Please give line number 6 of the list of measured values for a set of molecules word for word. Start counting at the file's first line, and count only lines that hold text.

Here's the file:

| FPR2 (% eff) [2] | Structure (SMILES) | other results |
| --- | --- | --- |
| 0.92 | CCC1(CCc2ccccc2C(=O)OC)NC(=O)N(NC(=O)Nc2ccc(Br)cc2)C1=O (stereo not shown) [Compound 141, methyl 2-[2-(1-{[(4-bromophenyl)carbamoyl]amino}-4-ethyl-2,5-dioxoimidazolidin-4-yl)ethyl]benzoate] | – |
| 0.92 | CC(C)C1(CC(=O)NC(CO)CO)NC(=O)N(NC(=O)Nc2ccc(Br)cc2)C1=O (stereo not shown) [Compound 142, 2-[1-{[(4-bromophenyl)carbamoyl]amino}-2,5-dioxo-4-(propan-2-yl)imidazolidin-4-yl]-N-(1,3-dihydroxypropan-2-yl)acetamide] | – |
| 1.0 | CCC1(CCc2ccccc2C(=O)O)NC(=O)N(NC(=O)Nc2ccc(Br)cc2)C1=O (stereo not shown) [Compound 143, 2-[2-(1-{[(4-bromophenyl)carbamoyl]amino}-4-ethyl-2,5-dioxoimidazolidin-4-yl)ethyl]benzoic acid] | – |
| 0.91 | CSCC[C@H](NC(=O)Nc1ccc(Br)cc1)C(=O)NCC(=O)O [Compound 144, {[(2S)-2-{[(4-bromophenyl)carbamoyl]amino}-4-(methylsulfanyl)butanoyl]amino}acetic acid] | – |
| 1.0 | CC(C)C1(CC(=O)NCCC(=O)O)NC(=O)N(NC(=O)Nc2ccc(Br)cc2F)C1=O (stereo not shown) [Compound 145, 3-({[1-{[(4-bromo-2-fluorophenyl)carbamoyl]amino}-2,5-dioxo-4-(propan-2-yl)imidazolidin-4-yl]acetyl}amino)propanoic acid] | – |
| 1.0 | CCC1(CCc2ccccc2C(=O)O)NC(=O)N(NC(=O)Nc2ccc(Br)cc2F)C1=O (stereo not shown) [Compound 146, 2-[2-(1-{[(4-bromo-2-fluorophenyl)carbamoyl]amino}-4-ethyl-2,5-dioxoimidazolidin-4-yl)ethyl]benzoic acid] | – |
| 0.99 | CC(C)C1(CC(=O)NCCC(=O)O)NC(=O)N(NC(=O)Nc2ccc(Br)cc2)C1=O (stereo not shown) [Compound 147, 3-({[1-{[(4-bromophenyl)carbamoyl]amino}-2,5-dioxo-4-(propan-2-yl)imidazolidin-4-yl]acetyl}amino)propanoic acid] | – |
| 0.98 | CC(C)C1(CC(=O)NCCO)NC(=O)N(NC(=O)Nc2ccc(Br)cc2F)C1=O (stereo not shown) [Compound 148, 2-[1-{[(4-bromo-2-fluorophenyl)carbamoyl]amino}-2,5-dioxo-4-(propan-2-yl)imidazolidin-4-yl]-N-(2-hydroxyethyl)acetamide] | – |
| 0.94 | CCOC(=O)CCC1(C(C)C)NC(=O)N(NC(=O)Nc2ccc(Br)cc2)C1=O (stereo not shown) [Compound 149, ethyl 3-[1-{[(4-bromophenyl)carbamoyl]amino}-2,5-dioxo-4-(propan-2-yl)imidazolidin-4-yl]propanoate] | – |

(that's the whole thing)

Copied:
| 0.91 | CSCC[C@H](NC(=O)Nc1ccc(Br)cc1)C(=O)NCC(=O)O [Compound 144, {[(2S)-2-{[(4-bromophenyl)carbamoyl]amino}-4-(methylsulfanyl)butanoyl]amino}acetic acid] | – |